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On the Character: 联

The World of Chinese 2023-11-27 16:05

Luckin Coffee teams up with Kweichow Moutai making an iconic flavored coffee. [Photo/VCG]

Festivals can be a headache for many Chinese. Peak seasons for celebrations and ceremonies, holidays also often mean, as per tradition, giving out money to relatives and friends. Even for long-lost schoolmates one hasn't contacted, or (联系 lián xì) in Chinese, for years, gifts have to be handed over at, say, a wedding. After all, humans are social animals, and such human 联结 (lián jié, connections) have bound people together in China for millennia.


The Chinese character 联 (lián) first appeared in oracle bone script over 3,000 years ago. Comprised of an 耳 (ěr, ear) radical on the left and a 糸 (sī, silk) on the right, it symbolized tying something through a person's ear, which scholars believe conveyed the meaning of "linking" or "joining." Its current form emerged during the Qing dynasty (1616 – 1911), with the right part simplified as 关 (guān) in some texts, though its meaning has remained basically unchanged throughout history.


In Unofficial Gleanings of the Wanli Era( 《万历野获编》 wàn lì yě huò biān), a Ming dynasty (1368 – 1644) encyclopedia, scholar Shen Defu (沈德符, shěn dé fú) described people from Beijing going to the city's suburbs to "travel hand in hand, and prepare food and drinks on the ground (联袂嬉游,席地布饮 lián mèi xī yóu, xí dì bù yǐn)."


Today, the phrase 联袂 (lián mèi, literally "join sleeves") is mainly used in literary texts, while 联手 (lián shǒu, join hands) is more commonly used to express the idea of "going hand in hand," as seen in expressions like 强强联手 (qiáng qiáng lián shǒu), meaning mutually beneficial cooperation.


The character's meaning has since evolved to encompass various connections, close and far, physical and emotional. For instance, 联姻 (lián yīn) signifies a connection through marriage, while 联盟 (lián méng) denotes an alliance. Just as 联姻 has been a means for rich and powerful families to enhance their wealth and status, businesses have shown a keen interest in 联名 (lián míng), or co-branding, over the past few decades. This September, a collaborative product called "Fragrant Sauce Latte (酱香拿铁 jiàng xiāng ná tiě)," launched by Kweichow Moutai, one of China's best-known baijiu liquor producers, and coffee chain Luckin Coffee, sold over 5.4 million cups nationwide, generating revenue of 100 million yuan within one day.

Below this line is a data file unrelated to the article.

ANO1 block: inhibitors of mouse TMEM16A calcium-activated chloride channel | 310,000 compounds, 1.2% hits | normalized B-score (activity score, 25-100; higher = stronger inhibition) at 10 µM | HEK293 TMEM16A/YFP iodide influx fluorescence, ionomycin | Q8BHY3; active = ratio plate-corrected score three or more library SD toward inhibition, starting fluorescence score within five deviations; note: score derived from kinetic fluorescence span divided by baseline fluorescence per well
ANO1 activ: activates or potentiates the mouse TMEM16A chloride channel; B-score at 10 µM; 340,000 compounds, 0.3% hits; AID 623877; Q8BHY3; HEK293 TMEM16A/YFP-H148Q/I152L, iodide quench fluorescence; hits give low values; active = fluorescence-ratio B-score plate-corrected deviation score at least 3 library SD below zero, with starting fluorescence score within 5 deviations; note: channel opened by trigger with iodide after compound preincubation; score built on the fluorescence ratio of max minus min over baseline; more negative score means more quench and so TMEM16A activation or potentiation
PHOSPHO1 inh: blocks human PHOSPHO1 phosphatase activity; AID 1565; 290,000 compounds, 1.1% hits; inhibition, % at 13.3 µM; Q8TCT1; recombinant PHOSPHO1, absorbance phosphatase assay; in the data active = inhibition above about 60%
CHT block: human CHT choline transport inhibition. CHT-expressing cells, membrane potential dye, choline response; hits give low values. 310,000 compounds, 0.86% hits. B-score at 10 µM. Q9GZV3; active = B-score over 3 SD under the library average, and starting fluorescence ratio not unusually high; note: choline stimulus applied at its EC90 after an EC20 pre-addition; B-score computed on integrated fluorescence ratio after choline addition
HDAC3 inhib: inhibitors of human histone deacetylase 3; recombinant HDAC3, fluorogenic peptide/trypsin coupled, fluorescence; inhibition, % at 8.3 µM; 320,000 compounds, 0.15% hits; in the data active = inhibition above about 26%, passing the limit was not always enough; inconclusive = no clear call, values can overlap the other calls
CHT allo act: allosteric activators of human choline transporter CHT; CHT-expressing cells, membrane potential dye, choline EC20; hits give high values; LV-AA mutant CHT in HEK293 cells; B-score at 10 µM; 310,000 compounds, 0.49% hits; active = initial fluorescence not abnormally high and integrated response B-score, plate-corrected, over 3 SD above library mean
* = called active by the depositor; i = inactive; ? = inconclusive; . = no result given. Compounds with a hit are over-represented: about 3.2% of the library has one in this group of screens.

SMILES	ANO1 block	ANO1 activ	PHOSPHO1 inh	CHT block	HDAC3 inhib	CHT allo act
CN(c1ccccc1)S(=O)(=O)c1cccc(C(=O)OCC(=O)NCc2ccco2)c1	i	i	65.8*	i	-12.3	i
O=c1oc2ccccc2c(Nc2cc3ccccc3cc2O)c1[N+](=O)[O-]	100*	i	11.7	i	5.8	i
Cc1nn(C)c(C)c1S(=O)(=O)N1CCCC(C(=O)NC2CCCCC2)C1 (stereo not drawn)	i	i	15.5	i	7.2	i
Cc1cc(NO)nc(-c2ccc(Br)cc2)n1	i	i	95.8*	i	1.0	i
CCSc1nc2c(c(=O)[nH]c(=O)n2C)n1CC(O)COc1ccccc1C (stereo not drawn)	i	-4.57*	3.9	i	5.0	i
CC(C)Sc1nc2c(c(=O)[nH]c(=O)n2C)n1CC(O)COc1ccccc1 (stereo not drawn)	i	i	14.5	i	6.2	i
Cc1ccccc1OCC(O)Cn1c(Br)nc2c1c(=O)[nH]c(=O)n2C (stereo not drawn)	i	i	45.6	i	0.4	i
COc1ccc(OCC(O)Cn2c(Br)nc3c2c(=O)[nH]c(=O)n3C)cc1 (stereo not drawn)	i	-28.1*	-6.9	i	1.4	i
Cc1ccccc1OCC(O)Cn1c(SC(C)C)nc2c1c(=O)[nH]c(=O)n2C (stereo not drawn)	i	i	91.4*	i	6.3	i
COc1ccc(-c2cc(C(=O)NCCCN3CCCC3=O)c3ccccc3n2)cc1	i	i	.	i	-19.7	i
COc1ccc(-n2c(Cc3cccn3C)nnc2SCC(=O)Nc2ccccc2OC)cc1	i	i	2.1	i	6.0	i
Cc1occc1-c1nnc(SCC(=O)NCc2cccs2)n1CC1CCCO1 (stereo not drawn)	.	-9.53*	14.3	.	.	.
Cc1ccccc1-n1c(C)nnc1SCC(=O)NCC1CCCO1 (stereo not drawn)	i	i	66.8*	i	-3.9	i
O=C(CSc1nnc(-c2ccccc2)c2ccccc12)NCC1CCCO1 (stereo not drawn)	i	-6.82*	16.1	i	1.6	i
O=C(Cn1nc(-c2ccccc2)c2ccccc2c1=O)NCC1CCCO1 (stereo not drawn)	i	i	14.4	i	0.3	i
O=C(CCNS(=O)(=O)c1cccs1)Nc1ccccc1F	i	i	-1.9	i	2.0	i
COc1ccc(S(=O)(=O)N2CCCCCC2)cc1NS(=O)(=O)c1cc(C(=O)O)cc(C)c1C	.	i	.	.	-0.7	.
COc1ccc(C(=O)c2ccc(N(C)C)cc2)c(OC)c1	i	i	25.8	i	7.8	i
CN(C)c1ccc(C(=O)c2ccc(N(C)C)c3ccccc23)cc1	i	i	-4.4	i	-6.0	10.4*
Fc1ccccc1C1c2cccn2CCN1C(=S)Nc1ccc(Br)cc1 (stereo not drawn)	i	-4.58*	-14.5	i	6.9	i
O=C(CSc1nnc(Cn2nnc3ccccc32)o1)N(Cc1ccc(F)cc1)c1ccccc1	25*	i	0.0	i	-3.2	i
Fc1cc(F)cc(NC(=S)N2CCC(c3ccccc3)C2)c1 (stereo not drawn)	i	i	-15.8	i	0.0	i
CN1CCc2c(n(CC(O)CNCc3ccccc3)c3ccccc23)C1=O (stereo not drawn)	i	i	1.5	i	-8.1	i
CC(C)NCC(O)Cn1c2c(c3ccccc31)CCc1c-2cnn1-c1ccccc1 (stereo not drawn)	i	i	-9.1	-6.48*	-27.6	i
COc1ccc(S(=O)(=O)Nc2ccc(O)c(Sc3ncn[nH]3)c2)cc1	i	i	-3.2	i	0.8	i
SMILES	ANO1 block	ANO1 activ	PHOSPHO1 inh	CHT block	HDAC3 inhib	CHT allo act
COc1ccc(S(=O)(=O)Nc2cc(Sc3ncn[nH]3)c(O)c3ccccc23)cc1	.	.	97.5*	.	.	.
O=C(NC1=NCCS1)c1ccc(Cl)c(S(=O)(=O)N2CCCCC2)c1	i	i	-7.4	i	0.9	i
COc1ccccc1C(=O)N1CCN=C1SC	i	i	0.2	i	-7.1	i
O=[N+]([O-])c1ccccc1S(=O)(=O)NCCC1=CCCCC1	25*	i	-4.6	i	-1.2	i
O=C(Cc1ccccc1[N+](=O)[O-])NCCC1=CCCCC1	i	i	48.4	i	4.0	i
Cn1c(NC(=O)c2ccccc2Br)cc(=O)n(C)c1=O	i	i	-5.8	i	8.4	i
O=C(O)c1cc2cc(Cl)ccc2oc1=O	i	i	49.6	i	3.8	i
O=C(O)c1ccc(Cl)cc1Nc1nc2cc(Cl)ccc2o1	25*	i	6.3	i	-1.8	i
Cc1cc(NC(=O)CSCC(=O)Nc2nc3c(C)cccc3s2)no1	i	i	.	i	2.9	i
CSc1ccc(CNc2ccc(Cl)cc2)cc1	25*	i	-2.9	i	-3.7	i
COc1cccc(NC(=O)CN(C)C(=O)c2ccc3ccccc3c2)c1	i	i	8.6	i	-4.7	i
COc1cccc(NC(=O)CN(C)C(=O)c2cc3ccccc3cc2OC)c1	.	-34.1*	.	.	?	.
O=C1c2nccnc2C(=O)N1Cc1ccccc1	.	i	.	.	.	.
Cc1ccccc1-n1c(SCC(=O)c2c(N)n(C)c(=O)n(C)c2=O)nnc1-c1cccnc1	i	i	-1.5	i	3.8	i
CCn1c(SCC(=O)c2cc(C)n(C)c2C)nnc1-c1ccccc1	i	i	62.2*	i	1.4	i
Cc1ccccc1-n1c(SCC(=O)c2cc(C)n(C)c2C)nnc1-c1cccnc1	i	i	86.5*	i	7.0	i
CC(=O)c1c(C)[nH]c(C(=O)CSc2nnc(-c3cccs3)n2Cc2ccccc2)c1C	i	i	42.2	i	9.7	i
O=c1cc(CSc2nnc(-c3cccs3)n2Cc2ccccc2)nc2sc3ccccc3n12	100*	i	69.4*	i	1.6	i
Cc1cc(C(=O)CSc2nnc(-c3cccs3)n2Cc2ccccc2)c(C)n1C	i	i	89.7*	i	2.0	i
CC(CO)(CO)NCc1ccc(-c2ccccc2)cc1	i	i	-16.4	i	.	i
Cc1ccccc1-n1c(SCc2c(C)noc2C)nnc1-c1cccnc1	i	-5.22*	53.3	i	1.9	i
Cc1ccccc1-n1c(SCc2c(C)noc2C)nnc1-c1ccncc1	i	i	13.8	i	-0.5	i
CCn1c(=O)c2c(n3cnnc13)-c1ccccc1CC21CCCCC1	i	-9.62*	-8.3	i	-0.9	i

[Photo/The World of Chinese]

联络 (lián luò) is to "contact" via phone or other means, and 联络感情 (lián luò gǎn qíng) is to get in touch with the sole intention of building relationships. Many organizations have their own liaison department (联络部 liánluòbù), liaison office (联络处 lián luò chù), or liaison person (联络员 lián luò yuán). When an individual cannot be contacted, they are described as 失联 (shī lián).


Nowadays, the internet (互联网 hù lián wǎng) and other technologies have transformed the world into a "global village." A message sent from Shanghai can be received within seconds by people in New York. With the help of social media, even public figures and celebrities are no longer distant—for better or worse. Popstars, journalists, and world leaders are all on Weibo or X, formerly known as Twitter, though their opinions and rants may not have made it easier for the United Nations (联合国 Lián hé guó) to achieve world peace.


Just as geopolitical alliances require partnerships to advance, Chinese rhyming couplets, or 对联 (duì lián), are only complete in pairs. People often paste these rhymes on either side of their door during the Lunar New Year, or other traditional occasions, with the messages commonly inviting good luck and prosperity for the family.


Another Lunar New Year tradition in China is to gather together, or 联欢 (lián huān), with family and friends to celebrate. CCTV's Spring Festival Gala, which it has broadcast every Lunar New Year's Eve since 1983, even includes this term for "get-together" in its full name: 春节联欢晚会 (Chūn jié Lián huān Wǎn huì).


The Lunar New Year is a time of eating, celebrating, and, yes, money-giving. How else would people maintain their 社会关系 (social ties, shè huì guān xi)?


Source: The World of Chinese
Editor: wanwan

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